A debased application to architecture of Renaissance features. The term is also employed to denote a bad taste in design and ornament generally. Carlo Maderna (1556-1639), Bernini (1598-1680), and Borromini (1599-1667), were among the more famous who practiced this form of art. Among the most prominent examples are the churches of Santa Maria della Vittoria by Maderna, and Santa Agnese, by Borromini, both at Rome. Naples particularly is full of baroque churches, a few of which, like the Gesù Nuovo, are dignified and creditable designs. The domical church of Santa Maria della Salute, at Venice, by Longhena, is a majestic edifice in excellent style, and here and there other churches offer exceptions to the then prevalent baseness of architecture. The three Venetian churches, San Barnaba (1749), San Basso (1670), and San Moise, are examples of three different types of the baroque. This style prevailed in church architecture for nearly two centuries. See RENAISSANCE.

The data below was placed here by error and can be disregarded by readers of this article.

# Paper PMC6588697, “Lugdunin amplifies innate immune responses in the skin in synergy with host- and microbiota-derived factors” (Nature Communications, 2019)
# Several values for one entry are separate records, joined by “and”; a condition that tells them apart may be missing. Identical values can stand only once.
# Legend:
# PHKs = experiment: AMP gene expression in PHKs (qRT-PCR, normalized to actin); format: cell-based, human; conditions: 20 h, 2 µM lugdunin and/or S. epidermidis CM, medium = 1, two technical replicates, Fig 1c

APA citation. (1907). Barocco Style. In The Catholic Encyclopedia. New York: Robert Appleton Company. http://www.newadvent.org/cathen/02303b.htm
MLA citation. "Barocco Style." The Catholic Encyclopedia. Vol. 2. New York: Robert Appleton Company, 1907. <http://www.newadvent.org/cathen/02303b.htm>.
Transcription. This article was transcribed for New Advent by the Cloistered Dominican Nuns, Monastery of the Infant Jesus, Lufkin, Texas. Dedicated to the glory of God and the salvation of souls.
Ecclesiastical approbation. Nihil Obstat. 1907. Remy Lafort, S.T.D., Censor. Imprimatur. +John M. Farley, Archbishop of New York.
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